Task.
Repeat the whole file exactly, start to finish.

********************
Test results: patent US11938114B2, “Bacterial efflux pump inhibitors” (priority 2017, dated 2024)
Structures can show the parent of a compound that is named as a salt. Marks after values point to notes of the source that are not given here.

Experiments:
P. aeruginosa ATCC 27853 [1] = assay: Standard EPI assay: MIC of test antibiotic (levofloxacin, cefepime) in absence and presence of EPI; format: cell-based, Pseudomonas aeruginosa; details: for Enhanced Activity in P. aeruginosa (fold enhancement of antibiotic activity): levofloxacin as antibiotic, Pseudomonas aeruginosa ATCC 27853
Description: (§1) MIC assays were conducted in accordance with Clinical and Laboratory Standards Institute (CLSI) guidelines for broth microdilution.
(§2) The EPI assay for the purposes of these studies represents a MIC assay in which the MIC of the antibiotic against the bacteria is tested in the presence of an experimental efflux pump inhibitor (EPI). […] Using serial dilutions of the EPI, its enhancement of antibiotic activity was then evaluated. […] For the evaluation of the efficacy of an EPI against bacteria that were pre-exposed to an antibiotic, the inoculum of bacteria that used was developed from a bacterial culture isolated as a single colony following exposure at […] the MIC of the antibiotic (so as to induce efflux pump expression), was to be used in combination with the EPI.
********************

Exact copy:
Test results: patent US11938114B2, “Bacterial efflux pump inhibitors” (priority 2017, dated 2024)
Structures can show the parent of a compound that is named as a salt. Marks after values point to notes of the source that are not given here.

Experiments:
P. aeruginosa ATCC 27853 [1] = assay: Standard EPI assay: MIC of test antibiotic (levofloxacin, cefepime) in absence and presence of EPI; format: cell-based, Pseudomonas aeruginosa; details: for Enhanced Activity in P. aeruginosa (fold enhancement of antibiotic activity): levofloxacin as antibiotic, Pseudomonas aeruginosa ATCC 27853
Description: (§1) MIC assays were conducted in accordance with Clinical and Laboratory Standards Institute (CLSI) guidelines for broth microdilution.
(§2) The EPI assay for the purposes of these studies represents a MIC assay in which the MIC of the antibiotic against the bacteria is tested in the presence of an experimental efflux pump inhibitor (EPI). […] Using serial dilutions of the EPI, its enhancement of antibiotic activity was then evaluated. […] For the evaluation of the efficacy of an EPI against bacteria that were pre-exposed to an antibiotic, the inoculum of bacteria that used was developed from a bacterial culture isolated as a single colony following exposure at […] the MIC of the antibiotic (so as to induce efflux pump expression), was to be used in combination with the EPI.